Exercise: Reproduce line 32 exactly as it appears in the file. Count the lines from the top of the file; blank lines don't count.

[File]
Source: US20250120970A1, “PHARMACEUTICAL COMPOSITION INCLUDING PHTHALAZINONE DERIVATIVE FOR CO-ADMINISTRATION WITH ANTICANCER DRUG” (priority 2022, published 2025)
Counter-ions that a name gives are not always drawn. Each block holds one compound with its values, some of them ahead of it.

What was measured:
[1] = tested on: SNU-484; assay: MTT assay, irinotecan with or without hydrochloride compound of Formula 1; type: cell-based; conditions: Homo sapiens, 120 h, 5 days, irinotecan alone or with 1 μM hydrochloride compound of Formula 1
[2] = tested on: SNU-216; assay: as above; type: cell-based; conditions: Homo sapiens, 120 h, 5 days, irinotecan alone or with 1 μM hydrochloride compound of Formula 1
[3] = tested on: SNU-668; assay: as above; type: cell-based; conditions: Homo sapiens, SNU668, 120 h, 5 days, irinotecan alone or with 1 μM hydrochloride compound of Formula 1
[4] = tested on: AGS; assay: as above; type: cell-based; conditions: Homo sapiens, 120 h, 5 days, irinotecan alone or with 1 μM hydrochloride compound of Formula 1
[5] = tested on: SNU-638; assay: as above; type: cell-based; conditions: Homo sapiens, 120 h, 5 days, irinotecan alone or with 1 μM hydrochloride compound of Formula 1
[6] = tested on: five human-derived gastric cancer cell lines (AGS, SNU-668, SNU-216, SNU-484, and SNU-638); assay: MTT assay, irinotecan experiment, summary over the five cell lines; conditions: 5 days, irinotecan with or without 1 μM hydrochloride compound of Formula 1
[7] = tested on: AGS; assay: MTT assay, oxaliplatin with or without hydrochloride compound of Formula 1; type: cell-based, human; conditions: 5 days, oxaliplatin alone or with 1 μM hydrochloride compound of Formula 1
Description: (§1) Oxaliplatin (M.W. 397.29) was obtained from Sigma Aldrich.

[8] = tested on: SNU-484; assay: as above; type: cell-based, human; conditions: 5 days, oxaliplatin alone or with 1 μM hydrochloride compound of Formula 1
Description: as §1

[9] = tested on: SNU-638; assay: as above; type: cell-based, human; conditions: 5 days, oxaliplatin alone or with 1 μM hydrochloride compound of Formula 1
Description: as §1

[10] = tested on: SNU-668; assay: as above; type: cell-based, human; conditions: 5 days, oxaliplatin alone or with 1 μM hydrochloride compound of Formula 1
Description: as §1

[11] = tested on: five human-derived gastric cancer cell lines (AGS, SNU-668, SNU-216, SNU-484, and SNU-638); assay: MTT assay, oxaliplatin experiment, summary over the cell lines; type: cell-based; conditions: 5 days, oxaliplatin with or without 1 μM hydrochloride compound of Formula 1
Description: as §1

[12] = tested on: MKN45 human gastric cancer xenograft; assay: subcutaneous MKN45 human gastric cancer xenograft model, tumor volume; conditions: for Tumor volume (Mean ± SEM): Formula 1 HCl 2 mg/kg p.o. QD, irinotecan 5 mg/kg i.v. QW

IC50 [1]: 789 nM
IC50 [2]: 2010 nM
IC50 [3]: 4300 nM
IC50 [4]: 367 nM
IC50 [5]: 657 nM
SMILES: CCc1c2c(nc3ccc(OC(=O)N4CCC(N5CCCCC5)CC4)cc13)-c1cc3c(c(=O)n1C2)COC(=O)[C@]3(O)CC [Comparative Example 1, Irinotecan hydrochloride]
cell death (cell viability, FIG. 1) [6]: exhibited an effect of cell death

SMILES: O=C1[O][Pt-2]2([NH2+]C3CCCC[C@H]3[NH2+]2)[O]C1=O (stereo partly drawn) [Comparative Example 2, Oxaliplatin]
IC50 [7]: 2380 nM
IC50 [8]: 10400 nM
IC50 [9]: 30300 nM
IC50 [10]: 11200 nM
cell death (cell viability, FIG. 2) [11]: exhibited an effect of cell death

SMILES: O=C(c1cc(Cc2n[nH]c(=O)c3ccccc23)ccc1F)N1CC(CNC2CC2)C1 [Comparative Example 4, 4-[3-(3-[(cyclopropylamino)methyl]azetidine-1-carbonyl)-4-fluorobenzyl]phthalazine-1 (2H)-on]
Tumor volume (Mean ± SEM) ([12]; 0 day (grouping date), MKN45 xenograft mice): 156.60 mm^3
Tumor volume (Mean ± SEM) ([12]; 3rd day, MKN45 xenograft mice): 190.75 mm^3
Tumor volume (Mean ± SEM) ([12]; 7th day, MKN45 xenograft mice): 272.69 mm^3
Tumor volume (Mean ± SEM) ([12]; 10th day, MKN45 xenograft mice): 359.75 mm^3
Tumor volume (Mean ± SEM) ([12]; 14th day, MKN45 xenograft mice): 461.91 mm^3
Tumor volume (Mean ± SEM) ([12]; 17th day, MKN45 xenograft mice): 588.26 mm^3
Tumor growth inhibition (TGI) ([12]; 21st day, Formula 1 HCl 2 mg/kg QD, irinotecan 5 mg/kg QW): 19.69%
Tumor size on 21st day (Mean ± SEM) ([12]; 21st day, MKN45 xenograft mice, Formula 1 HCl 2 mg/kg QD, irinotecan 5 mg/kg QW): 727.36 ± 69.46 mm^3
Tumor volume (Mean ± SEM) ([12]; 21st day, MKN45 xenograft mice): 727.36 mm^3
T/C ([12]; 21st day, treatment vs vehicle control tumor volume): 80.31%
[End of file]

IC50 [10]: 11200 nM